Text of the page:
• Small as a pin’s head with eight legs, you may not notice me, but you’ll see my web
    • I can be a range of colours: light brown, green, red, or yellow
    • I can be difficult to get rid of - especially if I have two spots on my back

    Turn-Ons:

    • Dry, dusty or dehydrated plants and low humidity

    Turn-Offs:

    • Dislodging me from my home by spraying water (we recommend using a spray bottle) all over the plant
    • Neem or rosemary oil wiped on leaves (apply on the leaves of plants you won’t be eating like flowers, tomatoes, peppers, etc.)
    • Homemade herbal tea of cinnamon, ground cloves, dish soap and water sprayed (we recommend using a spray bottle)

    Vices:

    • Disformed, wilting, and spotted or silver/bronze speckled leaves with holes


    Photos courtesy of SePRO

    Thrip
    Leaves

    About Me:

    • Tiny (0.5-5 mm or 1/25 inch) black or tan-coloured insects with two pairs of feathery wings.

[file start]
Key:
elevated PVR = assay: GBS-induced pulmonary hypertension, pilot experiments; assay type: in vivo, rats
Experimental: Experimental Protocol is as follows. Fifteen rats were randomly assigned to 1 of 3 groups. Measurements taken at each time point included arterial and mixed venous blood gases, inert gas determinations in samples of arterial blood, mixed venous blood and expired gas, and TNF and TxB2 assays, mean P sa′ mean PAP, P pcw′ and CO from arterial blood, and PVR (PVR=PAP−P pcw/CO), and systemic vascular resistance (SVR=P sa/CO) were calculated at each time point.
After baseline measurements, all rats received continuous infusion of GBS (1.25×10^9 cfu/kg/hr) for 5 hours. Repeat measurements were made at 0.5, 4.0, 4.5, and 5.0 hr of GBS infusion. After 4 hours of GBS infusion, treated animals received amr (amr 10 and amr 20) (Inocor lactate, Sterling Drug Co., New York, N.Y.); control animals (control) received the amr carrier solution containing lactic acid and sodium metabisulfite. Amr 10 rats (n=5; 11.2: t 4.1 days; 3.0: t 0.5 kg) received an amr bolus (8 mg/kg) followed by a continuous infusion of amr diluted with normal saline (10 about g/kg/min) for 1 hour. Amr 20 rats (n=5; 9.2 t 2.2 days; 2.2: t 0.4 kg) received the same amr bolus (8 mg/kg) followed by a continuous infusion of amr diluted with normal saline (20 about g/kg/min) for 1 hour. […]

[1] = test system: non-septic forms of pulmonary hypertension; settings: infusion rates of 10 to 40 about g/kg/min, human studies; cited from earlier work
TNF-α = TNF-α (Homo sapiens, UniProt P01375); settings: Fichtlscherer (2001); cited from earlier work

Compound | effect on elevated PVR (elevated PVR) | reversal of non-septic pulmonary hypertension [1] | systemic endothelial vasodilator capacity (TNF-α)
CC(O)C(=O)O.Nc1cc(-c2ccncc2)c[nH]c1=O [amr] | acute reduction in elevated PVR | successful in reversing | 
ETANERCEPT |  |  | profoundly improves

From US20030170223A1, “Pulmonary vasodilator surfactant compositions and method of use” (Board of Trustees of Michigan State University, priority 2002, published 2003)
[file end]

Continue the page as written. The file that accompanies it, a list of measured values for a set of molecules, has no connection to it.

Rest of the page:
• I love having large groups of friends together clustered around the plant’s nodes
    • I have a life cycle of 16 days, love to be dormant for months in the winter and therefore can be very difficult to get rid of

    Turn-Ons:

    • Fruits, flowers, and onions

    Turn-Offs:

    Vices:

    • I can make leaves pale, splotchy, silvery, discoloured and scarred
    • I stunt plant growth and damage flowers and fruit and can even spread viruses

    Kucharski, K. Kucharska/Shutterstock

    White Fly

    Undersides of leaves

    About Me:

    • Tiny (1-2 mm or 1/16 inch) winged white (powdery) heart-shaped body with a lifespan of 30 days
    • Very social and when agitated will fly in a group as a white cloud
    •  Can be confused with a small fly, but looks like a moth and acts like an aphid

    Turn-Ons:

    • Warm climates, greenhouses and cozy homes

    Turn-Offs:

    • Being blasted with cold water or vacuumed (especially early in the morning)
    • Yellow sticky tape and other insect traps
    • For leaves not consumed, neem oil or a water-soap mixture sprayed on leaves

    Vices:

    • Feeding on plant soft tissue that can produce a substance which attracts other pests and increases the risk of fungal diseases
    • Leaves can yellow, shrivel and droop